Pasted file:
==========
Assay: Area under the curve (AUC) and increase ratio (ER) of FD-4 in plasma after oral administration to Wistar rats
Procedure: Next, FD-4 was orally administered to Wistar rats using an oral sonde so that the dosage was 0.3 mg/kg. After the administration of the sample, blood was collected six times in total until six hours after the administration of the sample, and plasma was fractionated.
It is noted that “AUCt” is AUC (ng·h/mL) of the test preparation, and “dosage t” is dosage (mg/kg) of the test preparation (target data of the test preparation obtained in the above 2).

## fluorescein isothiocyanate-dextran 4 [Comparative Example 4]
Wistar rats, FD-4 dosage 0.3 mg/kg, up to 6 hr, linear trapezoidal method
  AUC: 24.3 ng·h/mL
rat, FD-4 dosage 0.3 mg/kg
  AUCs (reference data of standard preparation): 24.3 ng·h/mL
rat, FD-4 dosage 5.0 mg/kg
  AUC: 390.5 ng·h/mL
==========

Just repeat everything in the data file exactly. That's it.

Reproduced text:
Assay: Area under the curve (AUC) and increase ratio (ER) of FD-4 in plasma after oral administration to Wistar rats
Procedure: Next, FD-4 was orally administered to Wistar rats using an oral sonde so that the dosage was 0.3 mg/kg. After the administration of the sample, blood was collected six times in total until six hours after the administration of the sample, and plasma was fractionated.
It is noted that “AUCt” is AUC (ng·h/mL) of the test preparation, and “dosage t” is dosage (mg/kg) of the test preparation (target data of the test preparation obtained in the above 2).

## fluorescein isothiocyanate-dextran 4 [Comparative Example 4]
Wistar rats, FD-4 dosage 0.3 mg/kg, up to 6 hr, linear trapezoidal method
  AUC: 24.3 ng·h/mL
rat, FD-4 dosage 0.3 mg/kg
  AUCs (reference data of standard preparation): 24.3 ng·h/mL
rat, FD-4 dosage 5.0 mg/kg
  AUC: 390.5 ng·h/mL